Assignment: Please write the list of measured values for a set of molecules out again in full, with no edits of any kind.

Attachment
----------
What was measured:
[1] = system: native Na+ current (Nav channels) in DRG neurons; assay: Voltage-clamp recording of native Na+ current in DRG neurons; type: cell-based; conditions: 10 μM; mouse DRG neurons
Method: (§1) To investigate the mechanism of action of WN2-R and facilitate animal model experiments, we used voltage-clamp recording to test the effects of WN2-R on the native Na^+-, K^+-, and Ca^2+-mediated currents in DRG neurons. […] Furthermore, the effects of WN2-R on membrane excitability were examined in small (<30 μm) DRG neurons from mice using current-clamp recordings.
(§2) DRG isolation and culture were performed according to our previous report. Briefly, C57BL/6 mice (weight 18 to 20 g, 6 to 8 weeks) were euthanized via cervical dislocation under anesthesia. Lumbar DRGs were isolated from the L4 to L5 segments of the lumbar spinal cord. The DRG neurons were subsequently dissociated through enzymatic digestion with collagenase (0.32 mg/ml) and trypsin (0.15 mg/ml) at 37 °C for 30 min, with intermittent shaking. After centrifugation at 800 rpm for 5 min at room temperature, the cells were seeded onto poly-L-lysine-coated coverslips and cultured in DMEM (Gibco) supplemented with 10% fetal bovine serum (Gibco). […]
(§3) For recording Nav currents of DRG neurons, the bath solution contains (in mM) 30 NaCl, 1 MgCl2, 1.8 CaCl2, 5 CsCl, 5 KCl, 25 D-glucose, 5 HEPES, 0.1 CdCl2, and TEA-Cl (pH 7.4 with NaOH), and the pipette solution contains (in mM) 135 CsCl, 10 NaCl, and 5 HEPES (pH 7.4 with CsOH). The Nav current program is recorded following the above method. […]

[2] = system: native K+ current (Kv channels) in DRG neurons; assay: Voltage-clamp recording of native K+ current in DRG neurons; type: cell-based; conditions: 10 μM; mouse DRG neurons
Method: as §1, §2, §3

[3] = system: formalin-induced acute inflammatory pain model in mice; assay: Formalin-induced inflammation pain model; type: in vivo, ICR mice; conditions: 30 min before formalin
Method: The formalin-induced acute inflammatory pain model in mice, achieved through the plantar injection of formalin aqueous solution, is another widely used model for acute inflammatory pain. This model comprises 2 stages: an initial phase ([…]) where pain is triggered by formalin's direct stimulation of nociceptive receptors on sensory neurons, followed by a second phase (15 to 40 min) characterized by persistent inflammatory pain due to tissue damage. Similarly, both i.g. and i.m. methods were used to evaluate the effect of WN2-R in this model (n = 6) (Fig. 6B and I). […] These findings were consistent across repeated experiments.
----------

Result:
What was measured:
[1] = system: native Na+ current (Nav channels) in DRG neurons; assay: Voltage-clamp recording of native Na+ current in DRG neurons; type: cell-based; conditions: 10 μM; mouse DRG neurons
Method: (§1) To investigate the mechanism of action of WN2-R and facilitate animal model experiments, we used voltage-clamp recording to test the effects of WN2-R on the native Na^+-, K^+-, and Ca^2+-mediated currents in DRG neurons. […] Furthermore, the effects of WN2-R on membrane excitability were examined in small (<30 μm) DRG neurons from mice using current-clamp recordings.
(§2) DRG isolation and culture were performed according to our previous report. Briefly, C57BL/6 mice (weight 18 to 20 g, 6 to 8 weeks) were euthanized via cervical dislocation under anesthesia. Lumbar DRGs were isolated from the L4 to L5 segments of the lumbar spinal cord. The DRG neurons were subsequently dissociated through enzymatic digestion with collagenase (0.32 mg/ml) and trypsin (0.15 mg/ml) at 37 °C for 30 min, with intermittent shaking. After centrifugation at 800 rpm for 5 min at room temperature, the cells were seeded onto poly-L-lysine-coated coverslips and cultured in DMEM (Gibco) supplemented with 10% fetal bovine serum (Gibco). […]
(§3) For recording Nav currents of DRG neurons, the bath solution contains (in mM) 30 NaCl, 1 MgCl2, 1.8 CaCl2, 5 CsCl, 5 KCl, 25 D-glucose, 5 HEPES, 0.1 CdCl2, and TEA-Cl (pH 7.4 with NaOH), and the pipette solution contains (in mM) 135 CsCl, 10 NaCl, and 5 HEPES (pH 7.4 with CsOH). The Nav current program is recorded following the above method. […]

[2] = system: native K+ current (Kv channels) in DRG neurons; assay: Voltage-clamp recording of native K+ current in DRG neurons; type: cell-based; conditions: 10 μM; mouse DRG neurons
Method: as §1, §2, §3

[3] = system: formalin-induced acute inflammatory pain model in mice; assay: Formalin-induced inflammation pain model; type: in vivo, ICR mice; conditions: 30 min before formalin
Method: The formalin-induced acute inflammatory pain model in mice, achieved through the plantar injection of formalin aqueous solution, is another widely used model for acute inflammatory pain. This model comprises 2 stages: an initial phase ([…]) where pain is triggered by formalin's direct stimulation of nociceptive receptors on sensory neurons, followed by a second phase (15 to 40 min) characterized by persistent inflammatory pain due to tissue damage. Similarly, both i.g. and i.m. methods were used to evaluate the effect of WN2-R in this model (n = 6) (Fig. 6B and I). […] These findings were consistent across repeated experiments.